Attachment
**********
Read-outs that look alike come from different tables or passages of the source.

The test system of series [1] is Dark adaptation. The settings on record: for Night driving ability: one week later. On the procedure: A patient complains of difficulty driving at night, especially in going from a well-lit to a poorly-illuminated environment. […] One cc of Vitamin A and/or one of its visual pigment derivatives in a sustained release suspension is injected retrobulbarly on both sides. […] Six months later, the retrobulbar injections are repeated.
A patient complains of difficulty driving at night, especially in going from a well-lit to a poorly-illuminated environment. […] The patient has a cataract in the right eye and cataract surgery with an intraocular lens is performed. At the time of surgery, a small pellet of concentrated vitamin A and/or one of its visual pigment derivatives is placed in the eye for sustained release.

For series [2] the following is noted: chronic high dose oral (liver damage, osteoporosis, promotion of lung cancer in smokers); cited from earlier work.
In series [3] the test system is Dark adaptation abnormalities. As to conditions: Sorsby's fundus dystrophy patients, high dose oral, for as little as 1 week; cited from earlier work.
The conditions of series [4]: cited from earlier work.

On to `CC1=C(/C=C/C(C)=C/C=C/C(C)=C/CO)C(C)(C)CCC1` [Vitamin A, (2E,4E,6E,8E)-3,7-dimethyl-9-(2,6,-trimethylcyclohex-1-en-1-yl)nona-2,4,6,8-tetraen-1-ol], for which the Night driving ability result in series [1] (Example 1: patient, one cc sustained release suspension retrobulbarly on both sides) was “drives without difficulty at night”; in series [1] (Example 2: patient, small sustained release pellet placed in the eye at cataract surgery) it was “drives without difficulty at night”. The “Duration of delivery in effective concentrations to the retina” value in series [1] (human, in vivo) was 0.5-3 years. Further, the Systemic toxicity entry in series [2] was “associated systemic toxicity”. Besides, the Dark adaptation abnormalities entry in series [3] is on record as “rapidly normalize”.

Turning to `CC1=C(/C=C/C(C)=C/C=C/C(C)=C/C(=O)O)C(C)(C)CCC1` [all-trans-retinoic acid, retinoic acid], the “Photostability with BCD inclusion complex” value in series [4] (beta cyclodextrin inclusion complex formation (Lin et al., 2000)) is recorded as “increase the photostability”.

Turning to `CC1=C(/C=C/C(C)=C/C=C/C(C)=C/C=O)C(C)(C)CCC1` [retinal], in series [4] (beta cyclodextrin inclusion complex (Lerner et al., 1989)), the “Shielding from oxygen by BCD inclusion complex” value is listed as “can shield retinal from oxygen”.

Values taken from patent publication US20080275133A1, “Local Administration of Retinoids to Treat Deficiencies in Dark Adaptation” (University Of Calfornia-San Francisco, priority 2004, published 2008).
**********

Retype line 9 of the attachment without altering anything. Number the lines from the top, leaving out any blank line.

Turning to `CC1=C(/C=C/C(C)=C/C=C/C(C)=C/C=O)C(C)(C)CCC1` [retinal], in series [4] (beta cyclodextrin inclusion complex (Lerner et al., 1989)), the “Shielding from oxygen by BCD inclusion complex” value is listed as “can shield retinal from oxygen”.